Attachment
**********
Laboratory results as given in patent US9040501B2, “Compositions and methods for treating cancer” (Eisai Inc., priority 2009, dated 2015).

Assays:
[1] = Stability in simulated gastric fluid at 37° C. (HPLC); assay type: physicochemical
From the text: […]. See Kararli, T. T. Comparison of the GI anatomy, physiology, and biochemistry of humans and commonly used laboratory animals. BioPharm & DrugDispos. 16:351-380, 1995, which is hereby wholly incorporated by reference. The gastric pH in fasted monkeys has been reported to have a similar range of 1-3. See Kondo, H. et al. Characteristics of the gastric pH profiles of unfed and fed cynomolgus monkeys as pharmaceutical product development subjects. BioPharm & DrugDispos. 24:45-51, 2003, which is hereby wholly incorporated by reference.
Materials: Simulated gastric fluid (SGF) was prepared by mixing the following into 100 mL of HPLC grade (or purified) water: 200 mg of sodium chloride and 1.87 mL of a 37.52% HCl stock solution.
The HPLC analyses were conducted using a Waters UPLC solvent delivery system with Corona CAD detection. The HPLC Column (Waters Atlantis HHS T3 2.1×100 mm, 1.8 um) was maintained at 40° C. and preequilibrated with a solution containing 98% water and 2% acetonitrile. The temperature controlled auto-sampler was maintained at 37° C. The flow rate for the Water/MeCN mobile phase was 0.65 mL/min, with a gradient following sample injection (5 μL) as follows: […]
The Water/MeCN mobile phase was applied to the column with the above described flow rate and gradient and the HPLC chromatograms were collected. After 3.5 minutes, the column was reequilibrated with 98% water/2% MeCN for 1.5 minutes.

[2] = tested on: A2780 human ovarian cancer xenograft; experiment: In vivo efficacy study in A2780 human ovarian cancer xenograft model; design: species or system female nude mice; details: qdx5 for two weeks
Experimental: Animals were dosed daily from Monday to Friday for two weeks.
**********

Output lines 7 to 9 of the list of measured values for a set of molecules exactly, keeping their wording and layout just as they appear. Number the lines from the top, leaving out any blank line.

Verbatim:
The Water/MeCN mobile phase was applied to the column with the above described flow rate and gradient and the HPLC chromatograms were collected. After 3.5 minutes, the column was reequilibrated with 98% water/2% MeCN for 1.5 minutes.

[2] = tested on: A2780 human ovarian cancer xenograft; experiment: In vivo efficacy study in A2780 human ovarian cancer xenograft model; design: species or system female nude mice; details: qdx5 for two weeks
Experimental: Animals were dosed daily from Monday to Friday for two weeks.